- Brittany Higgins said that she would lodge a formal complaint with police to open an investigation into the rape by a colleague in Australia's parliament.
- Police confirmed they had spoken to a woman in 2019 over the alleged incident though she chose not to make a formal complaint at that time.
- Higgins said she has advised the Prime Minister's Office that she expected to have a voice in framing the scope and terms of reference for the review.
A woman who says she was raped by a colleague in Australia's parliament two years ago said in a statement given to Australian media on Friday that she would lodge a formal complaint with police to open an investigation into the incident.
"Firstly, I want a comprehensive police investigation into what happened to me … and for my perpetrator to face the full force of the law," Brittany Higgins said in the statement, reported by the Australian Broadcasting Corp.
Reuters has been unable to contact her.
Police in the capital Canberra confirmed they had spoken to a woman in April 2019 over the alleged incident though she chose not to make a formal complaint at that time.
Higgins, who worked as a media advisor to then Defence Industry Minister Linda Reynolds, says she had not been encouraged to make a police complaint. Reynolds, who is now defence minister, denies Higgins was pressured against making an official complaint.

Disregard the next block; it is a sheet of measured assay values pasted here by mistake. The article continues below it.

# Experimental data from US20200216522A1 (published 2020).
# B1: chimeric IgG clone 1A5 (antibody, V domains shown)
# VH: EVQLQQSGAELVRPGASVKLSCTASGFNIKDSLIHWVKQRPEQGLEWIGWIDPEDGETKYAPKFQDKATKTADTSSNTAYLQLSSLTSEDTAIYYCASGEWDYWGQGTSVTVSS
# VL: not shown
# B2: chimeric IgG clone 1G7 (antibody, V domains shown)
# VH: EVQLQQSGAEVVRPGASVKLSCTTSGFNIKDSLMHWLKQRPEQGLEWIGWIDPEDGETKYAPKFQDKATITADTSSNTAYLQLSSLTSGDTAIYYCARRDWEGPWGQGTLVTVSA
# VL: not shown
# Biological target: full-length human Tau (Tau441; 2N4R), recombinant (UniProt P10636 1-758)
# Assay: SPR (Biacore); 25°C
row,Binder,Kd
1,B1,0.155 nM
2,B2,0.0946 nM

Brittany Higgins has released a statement which includes this: “The continued victim-blaming rhetoric by the Prime Minister is personally very distressing to me and countless other survivors.”— Peter van Onselen (@vanOnselenP) February 17, 2021
“The prime minister has repeatedly told the parliament that I should be given ‘agency’ going forward,” Higgins said in her statement. “I don’t believe that agency was provided to me over the past two years but I seize it now.”
Earlier this week, Prime Minister Scott Morrison apologised to her for the way her complaint was handled at that time, ordering a probe into the government's workplace culture.
Morrison has since announced three investigations to look at what support is available to staff, processes in place for dealing with complaints as well as the broader workplace culture issues and steps needed to bring parliament in line with other institutions.
In her statement, Higgins said she has advised the Prime Minister's Office that she expected to have a voice in framing the scope and terms of reference for the review, ABC reported.
Morrison's Liberal Party has been dogged by allegations of improper behaviour towards women.
In 2019, female backbench lawmakers said they felt bullied to support a move to oust then prime minister Malcolm Turnbull, while a former female Liberal staff member last year made an official complaint of improper behaviour by then immigration minister Alan Tudge.
Tudge has denied the allegation.
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